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Indian J Pediatr. 2017 May;84(5):382-392. doi: 10.1007/s12098-017-2318-0. Epub 2017 Apr 5.

Management of Non-Hodgkin Lymphoma: ICMR Consensus Document.

Author information

1
Department of Pediatric Oncology, Tata Memorial Hospital, Parel, Mumbai, 400012, India.
2
Department of Medical Oncology, Dr. B.R.A Institute-Rotary Cancer Hospital, All India Institute of Medical Sciences, New Delhi, India.
3
Pediatric Hematology Oncology Unit, Department of Pediatrics, Advanced Pediatric Center, Postgraduate Institute of Medical Education and Research, Chandigarh, India.
4
Department of Pediatric Surgery, All India Institute of Medical Sciences, New Delhi, India.
5
Department of Pediatric Hematology & Oncology, Rajiv Gandhi Cancer Institute and Research Center, Delhi, India.
6
Department of Medical Oncology and Pediatric Oncology, Cancer Institute (W.I.A), Adyar, Chennai, India.
7
Department of Radiation Oncology, Tata Memorial Hospital, Parel, Mumbai, India.
8
NCD Division, Indian Council of Medical Research (ICMR), New Delhi, India.
9
Dr. B.R.A Institute-Rotary Cancer Hospital, All India Institute of Medical Sciences, New Delhi, India.
10
Department of Pediatric Oncology, Tata Memorial Hospital, Parel, Mumbai, 400012, India. brijesh.aurora@gmail.com.

Abstract

Hitherto poor outcomes, paucity of data and heterogeneity in International approach to Pediatric NHL (Non-Hodgkin Lymphoma) prompted the need for guidelines for Indian population with vast variability in access, affordability and infrastructure across the country. These guidelines are based on consensus among the experts and best available evidence applicable to Indian setting. Evaluation of NHL should consist of easily doable and rapid tissue diagnosis (biopsy or flow cytometry of peripheral blood/malignant effusions), St Jude/IPNHLSS (International Pediatric Non-Hodgkin Lymphoma Staging System) and risk grouping with CSF (Cerebro-spinal fluid), bone marrow, whole body imaging [CECT (Contrast enhanced computerized tomography) ± MRI (Magnetic resonance imaging)] and blood investigations for LDH (Lactate dehydrogenase), TLS (Tumor lysis syndrome) and organ functions. Life threatening complications like SVCS (Superior vena cava syndrome)/Mediastinal syndrome and TLS need to pre-empted and promptly managed. All children with poor general condition, co-morbidities, metabolic or obstructive complications should receive a steroid or chemotherapy pro-phase first. For mature B-NHL (B cell - Non-Hodgkin lymphoma), in centres with good infrastructure and methotrexate levels, FAB-LMB-96 (French-American-British/Lymphomes Malins B) or BFM (Berlin-Frankfurt-Münster)-NHL-95 protocols may be used. In centres with limited infrastructure and/or no methotrexate levels; CHOP (Cyclophosphamide-hydroxydaunomycin-oncovin-prednisolone) (early stage) or MCP (Multi-centre protocol)-842 [all stages except CNS (Central nervous system) disease] may be used. Patients with poor early response should have escalated therapy. High-Risk B-NHL will benefit with addition of Rituximab to standard chemotherapy. Radiotherapy (RT) is not warranted. For lymphoblastic lymphoma, in centres with good infrastructure and methotrexate levels, BFM-95 protocol may be used. In centres with limited infrastructure and/or no methotrexate levels; modified MCP-841 with cytarabine, modified BFM-90 protocol with reduced-dose methotrexate or I-BFM 2009 protocol using Capizzi methotrexate may be considered. For ALCL (Anaplastic large cell lymphoma), in centres with good infrastructure and methotrexate levels, ALCL-99 protocol may be considered. In centres with limited infrastructure and/or no methotrexate levels; CHOP (limited-stage only), modified MCP-842 protocol or APO (Adriamycin-prednisolone-oncovin) regimen may be used.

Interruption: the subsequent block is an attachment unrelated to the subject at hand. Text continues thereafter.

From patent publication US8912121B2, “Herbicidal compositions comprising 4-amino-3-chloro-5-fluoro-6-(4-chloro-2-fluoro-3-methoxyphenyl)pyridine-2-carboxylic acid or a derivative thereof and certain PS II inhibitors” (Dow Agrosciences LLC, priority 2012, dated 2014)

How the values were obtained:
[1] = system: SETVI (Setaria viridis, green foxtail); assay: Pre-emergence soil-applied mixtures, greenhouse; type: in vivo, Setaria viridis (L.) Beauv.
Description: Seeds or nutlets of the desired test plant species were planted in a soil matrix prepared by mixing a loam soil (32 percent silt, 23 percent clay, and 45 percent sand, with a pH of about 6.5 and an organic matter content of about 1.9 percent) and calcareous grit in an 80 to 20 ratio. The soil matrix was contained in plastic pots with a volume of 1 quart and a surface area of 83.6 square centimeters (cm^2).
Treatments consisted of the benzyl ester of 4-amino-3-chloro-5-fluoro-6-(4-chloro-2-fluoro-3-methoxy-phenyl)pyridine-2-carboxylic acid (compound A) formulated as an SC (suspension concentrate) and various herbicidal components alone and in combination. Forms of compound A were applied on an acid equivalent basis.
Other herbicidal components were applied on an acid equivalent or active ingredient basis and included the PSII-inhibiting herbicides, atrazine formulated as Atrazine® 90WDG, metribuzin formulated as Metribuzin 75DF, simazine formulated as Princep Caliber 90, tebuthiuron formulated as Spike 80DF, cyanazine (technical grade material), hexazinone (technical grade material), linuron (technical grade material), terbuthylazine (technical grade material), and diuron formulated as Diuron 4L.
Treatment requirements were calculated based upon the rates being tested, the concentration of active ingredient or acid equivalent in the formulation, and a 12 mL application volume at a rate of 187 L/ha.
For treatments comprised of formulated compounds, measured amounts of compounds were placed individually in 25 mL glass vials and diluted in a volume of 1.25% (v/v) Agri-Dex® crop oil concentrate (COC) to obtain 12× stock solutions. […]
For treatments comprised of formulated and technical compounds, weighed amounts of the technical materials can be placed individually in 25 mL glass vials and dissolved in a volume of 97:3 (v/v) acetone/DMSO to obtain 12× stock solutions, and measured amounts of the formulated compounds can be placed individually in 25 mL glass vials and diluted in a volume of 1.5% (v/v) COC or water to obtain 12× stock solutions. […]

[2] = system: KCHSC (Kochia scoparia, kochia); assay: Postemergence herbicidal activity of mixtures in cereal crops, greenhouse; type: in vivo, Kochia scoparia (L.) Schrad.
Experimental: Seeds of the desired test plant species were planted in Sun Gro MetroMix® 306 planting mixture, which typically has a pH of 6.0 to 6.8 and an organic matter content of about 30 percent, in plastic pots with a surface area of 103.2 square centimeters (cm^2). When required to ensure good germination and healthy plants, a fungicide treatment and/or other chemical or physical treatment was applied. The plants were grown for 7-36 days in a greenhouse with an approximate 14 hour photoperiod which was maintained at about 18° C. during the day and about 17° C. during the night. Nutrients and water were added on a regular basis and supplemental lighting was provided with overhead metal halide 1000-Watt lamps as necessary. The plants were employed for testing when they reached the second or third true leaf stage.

KEYWORDS:

Children; Indian guidelines; Non-Hodgkin lymphoma; Treatment

PMID:
28378140
DOI:
10.1007/s12098-017-2318-0
[Indexed for MEDLINE]

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